Momentous day for Boundary Brook Nature Park

thisisoxfordshire: Oxford Urban Wildlife Group secretary Janet Keene at Boundary Brook Nature Park Buy this photo Oxford Urban Wildlife Group secretary Janet Keene at Boundary Brook Nature Park

AFTER more than 20 years an East Oxford community project will be sowing what could be its final seeds of success.

Volunteers at Boundary Brook Nature Park will gather to plant about 150 trees on the last piece of the former allotment site not to be planted.

Twelve volunteers will meet on Saturday from 10am to 1pm to plant 50 oak trees, 50 beech trees and 50 small leaf lime trees.

The nature park opened more than two decades ago after Oxford Urban Wildlife Group leased the land from Oxford City Council.

Since then more land has been added to expand the site and this weekend it will be transformed into woodland.

Janet Keene, the secretary of Oxford Urban Wildlife Group, said: “Obviously it is an ongoing project but the main areas are now determined so it is just a matter of managing it now. It will be a bit of a momentous day.”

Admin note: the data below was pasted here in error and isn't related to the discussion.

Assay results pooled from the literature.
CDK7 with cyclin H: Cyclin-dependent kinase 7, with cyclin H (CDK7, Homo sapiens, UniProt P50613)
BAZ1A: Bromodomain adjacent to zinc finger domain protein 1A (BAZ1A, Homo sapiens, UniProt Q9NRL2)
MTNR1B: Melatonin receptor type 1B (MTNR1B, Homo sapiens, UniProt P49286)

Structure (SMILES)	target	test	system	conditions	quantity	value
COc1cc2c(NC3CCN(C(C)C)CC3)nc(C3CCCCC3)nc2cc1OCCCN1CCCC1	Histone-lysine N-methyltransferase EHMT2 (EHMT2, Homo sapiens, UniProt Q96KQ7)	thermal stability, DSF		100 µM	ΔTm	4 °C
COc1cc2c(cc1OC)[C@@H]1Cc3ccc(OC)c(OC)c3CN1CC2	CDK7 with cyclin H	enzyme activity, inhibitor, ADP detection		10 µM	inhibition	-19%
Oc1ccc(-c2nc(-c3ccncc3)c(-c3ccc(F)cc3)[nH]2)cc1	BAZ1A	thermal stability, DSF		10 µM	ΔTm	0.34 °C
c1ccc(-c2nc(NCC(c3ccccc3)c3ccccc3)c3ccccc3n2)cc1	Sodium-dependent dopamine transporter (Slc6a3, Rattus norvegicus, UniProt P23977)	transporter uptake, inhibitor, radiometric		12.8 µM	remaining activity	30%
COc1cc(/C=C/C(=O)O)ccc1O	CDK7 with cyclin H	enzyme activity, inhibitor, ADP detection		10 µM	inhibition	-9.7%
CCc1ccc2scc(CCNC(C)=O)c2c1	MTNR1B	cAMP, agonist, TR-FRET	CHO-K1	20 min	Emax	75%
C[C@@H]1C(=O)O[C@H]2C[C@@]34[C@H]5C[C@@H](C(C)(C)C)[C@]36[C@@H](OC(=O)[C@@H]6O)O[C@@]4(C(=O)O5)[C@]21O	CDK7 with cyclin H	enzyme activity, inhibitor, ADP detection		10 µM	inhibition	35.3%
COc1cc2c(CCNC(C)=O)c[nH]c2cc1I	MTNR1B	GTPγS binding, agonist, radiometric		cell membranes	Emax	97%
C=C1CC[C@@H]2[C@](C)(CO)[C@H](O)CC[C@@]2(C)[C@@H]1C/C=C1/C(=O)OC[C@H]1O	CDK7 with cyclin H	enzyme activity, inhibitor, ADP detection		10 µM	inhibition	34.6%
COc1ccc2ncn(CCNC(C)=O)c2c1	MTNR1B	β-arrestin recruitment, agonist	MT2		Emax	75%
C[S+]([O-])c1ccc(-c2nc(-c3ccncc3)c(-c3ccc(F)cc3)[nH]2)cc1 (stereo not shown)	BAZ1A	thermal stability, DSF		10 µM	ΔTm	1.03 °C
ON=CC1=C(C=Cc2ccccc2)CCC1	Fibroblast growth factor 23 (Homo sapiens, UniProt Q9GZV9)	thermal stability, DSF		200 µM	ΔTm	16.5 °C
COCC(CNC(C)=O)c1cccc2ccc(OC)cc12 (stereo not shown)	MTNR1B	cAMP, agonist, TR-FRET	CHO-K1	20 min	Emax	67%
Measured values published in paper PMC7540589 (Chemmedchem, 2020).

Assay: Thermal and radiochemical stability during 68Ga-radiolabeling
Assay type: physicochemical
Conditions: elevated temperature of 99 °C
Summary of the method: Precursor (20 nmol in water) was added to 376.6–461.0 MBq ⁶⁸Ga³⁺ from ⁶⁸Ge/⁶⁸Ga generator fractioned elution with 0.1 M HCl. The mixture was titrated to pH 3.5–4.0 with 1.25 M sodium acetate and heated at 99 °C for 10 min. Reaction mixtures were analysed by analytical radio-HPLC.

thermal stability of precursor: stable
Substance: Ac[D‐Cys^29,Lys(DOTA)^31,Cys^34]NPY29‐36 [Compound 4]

In 1988 it was announced that the city council was considering selling off a number of the redundant plots at the East Ward allotments because of waning interest.

Oxford Urban Wildlife Group, which had been set up only six months previously, lobbied the city council not to develop the site and signed an 11-year lease for the two acres of land on a peppercorn rent.

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Since then the land has been transformed into a nature reserve with a variety of habitats including woodland, pond area, a wildflower meadow and a kitchen garden.

Last year the wildlife group doubled the size of the park by leasing another two acre plot from the city council which will now be home to hundreds of new trees including oaks, small-leaved limes and beech trees which have been paid for through a grant.

Ms Keene said: “I think that with allotments being more popular these days we are not likely to expand further.

“It is quite an area to manage and we rely on volunteers.

“This natural woodland will be a good habitat for birds and it will be interesting for local people to see all these trees, which are native to Britain.

“When we first came here the whole place was boring but now you feel you are in the middle of the countryside though obviously you are in East Oxford.

“It is important to have spaces like this in the middle of the city.”

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